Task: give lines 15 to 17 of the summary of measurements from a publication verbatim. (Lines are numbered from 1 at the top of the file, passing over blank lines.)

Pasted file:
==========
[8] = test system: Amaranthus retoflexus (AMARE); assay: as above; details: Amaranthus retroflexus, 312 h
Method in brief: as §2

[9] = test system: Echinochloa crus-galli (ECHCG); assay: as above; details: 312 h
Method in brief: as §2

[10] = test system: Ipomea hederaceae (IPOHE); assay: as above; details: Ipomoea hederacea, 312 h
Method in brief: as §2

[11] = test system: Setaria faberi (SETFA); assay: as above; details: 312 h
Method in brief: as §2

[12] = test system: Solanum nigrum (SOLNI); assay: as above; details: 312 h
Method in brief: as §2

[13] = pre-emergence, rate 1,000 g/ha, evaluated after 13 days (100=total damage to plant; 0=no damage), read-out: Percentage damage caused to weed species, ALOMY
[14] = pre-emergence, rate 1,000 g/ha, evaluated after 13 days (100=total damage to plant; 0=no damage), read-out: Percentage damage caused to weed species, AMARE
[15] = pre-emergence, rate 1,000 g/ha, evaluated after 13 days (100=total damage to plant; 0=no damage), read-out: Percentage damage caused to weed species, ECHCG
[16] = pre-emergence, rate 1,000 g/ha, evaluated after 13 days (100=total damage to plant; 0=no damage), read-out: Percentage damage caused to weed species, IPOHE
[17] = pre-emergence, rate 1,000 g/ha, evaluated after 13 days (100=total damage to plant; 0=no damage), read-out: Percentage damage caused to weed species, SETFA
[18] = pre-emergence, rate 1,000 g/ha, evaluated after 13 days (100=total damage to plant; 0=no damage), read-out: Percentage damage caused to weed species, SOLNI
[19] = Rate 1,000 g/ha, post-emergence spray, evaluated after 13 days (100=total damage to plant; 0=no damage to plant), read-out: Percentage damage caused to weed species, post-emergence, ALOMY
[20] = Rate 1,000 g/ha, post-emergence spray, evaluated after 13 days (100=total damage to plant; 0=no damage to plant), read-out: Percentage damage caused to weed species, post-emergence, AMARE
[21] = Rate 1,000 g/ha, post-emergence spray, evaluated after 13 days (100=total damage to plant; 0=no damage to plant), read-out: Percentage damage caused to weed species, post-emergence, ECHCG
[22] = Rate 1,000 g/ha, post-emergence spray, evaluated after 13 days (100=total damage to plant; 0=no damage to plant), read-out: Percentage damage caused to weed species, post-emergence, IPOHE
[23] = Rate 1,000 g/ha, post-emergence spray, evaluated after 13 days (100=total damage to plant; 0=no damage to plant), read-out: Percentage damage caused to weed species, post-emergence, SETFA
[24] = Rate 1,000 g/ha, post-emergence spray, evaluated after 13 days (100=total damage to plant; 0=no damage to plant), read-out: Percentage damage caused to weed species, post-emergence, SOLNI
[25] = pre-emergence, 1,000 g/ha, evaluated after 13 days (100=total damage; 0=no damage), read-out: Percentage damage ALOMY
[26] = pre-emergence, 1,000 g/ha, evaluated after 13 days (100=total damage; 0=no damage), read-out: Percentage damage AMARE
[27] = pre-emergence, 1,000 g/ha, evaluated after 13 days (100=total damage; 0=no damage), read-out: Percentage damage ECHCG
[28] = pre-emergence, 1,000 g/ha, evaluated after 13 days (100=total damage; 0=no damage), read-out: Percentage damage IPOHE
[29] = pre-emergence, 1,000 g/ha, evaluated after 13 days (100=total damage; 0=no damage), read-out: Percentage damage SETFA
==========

[17] = pre-emergence, rate 1,000 g/ha, evaluated after 13 days (100=total damage to plant; 0=no damage), read-out: Percentage damage caused to weed species, SETFA
[18] = pre-emergence, rate 1,000 g/ha, evaluated after 13 days (100=total damage to plant; 0=no damage), read-out: Percentage damage caused to weed species, SOLNI
[19] = Rate 1,000 g/ha, post-emergence spray, evaluated after 13 days (100=total damage to plant; 0=no damage to plant), read-out: Percentage damage caused to weed species, post-emergence, ALOMY